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Eager to protect the dramatic landscapes of western Patagonia, Cristian Donoso will lead a 5-month expedition by kayak to this region, one of the most inhospitable places on earth, in 2007.

With its labyrinth of rocky islands, serpentine channels and icy fjords, western Patagonia, in southern Chile, is one of the least-explored areas on earth, with annual rainfall reaching up to eight metres and winds frequently rising to hurricane force. Nestled among glaciers that hug the slopes of steep Andean peaks and drenched by storms that blow out of the southern Pacific, the harsh region deters all but the hardiest explorers.

That has not stopped Cristian Donoso, a young Chilean lawyer who over the past 14 years has ventured more than 30 times into the region’s most inaccessible corners. Just like the indigenous peoples who paddled their fragile canoes here for thousands of years before the arrival of Europeans, he often travels in a sea kayak, a shallow craft that allows him to manoeuvre around the narrowest fjords and discover their hidden beauty.

“In order to strengthen protection of this territory, we’ve got to know what’s there,” says Donoso, who reports that today most Chileans have little knowledge of it. Along with team member Richard Vercoe, a naturalist from the United States who has documented the impact of economic activities on Chile’s environment, he warns that such ignorance makes it easier for those seeking commercial gain to exploit the region’s natural resources – seafood, water, virgin forests – with little respect for its biodiversity. Selected as an Associate Laureate in the 2006 Rolex Awards for Enterprise for his fearless commitment to exploration and for his plan to gather vital new knowledge of western Patagonia, Cristian Donoso believes that his next major expedition will ensure greater public awareness of the region.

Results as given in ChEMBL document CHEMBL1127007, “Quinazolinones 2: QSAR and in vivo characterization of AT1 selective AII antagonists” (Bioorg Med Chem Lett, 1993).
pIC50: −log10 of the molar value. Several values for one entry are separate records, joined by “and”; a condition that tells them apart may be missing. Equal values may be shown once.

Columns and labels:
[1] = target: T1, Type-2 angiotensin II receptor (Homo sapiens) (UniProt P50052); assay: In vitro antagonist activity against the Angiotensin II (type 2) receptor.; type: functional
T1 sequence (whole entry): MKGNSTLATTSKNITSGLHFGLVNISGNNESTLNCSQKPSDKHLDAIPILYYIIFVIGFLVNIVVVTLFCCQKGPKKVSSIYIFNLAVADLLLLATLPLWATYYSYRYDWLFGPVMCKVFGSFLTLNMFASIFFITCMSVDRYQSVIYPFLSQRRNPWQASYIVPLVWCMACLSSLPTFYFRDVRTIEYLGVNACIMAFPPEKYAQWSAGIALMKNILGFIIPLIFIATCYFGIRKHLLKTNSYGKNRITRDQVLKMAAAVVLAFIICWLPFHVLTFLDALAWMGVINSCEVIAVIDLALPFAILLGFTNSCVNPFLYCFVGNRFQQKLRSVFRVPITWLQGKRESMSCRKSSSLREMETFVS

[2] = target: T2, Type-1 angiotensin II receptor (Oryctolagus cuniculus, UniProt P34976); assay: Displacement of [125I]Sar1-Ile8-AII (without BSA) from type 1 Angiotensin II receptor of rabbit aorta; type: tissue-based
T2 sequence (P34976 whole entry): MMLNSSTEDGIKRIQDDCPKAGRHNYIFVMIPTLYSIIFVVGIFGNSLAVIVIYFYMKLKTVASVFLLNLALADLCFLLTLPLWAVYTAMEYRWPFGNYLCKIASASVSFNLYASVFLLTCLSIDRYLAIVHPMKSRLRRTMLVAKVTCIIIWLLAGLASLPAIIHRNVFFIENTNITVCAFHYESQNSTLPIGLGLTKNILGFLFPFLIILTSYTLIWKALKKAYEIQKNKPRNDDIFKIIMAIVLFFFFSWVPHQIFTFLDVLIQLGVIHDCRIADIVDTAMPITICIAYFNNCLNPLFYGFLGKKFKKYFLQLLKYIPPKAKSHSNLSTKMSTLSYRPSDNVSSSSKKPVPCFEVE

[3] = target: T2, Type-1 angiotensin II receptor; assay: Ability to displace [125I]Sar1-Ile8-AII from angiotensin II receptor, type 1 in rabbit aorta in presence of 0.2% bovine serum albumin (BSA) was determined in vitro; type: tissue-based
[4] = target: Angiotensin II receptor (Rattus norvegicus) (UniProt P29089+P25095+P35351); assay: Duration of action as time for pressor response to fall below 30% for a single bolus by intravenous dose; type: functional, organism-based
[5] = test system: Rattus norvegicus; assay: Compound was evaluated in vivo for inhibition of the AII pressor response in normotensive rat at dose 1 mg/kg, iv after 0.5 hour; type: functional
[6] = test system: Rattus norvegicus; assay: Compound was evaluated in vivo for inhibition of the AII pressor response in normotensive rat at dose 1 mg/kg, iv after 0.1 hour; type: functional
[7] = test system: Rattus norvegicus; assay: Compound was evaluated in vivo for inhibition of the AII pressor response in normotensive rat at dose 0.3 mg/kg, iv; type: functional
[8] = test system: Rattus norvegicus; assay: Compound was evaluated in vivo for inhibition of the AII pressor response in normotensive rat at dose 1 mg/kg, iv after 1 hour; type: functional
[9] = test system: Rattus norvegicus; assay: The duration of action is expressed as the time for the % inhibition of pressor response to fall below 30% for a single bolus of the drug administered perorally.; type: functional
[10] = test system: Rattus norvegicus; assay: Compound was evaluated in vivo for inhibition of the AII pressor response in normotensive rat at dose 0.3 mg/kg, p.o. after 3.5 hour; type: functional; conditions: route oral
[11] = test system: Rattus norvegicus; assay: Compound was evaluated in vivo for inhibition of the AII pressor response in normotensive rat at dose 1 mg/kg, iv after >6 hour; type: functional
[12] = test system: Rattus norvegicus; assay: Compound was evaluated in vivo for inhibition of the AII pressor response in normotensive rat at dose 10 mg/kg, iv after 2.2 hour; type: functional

With his team of three men and one woman, the 31-year-old explorer is planning an ambitious five-month Transpatagonia Expedition starting in September 2007. They will traverse 2,039 kilometres of the central part of western Patagonia on open sea, lakes and rivers, as well as travelling overland for 150 kilometres – including 22 kilometres atop glaciers, dragging their kayaks, weighing 200 kilograms each, behind them as sledges. The group will ascend unclimbed peaks and visit uncharted territories. Expedition members hope to encourage the region’s small indigenous community of Kaweskars (or Alakalufs) to reclaim their ancestors’ canoeing skills and host adventure tourists. Donoso, who plans to write a guidebook to the region, believes such sustainable economic ventures will help assure the region’s protection.

Detailed plans for the odyssey include locations to camp each night and a system, designed by Donoso, that will allow the team to sleep suspended from the cliffs rising out of the frigid waters when no suitable campsite is available. The explorers will bring their own food, but supplies will be replenished twice by a boat from Puerto Edén, a small indigenous village where the Chilean Navy maintains a base. The trip will place great demands on the kayakers, who have begun an intensive physical and nutritional training programme and are making three-week training runs into the region.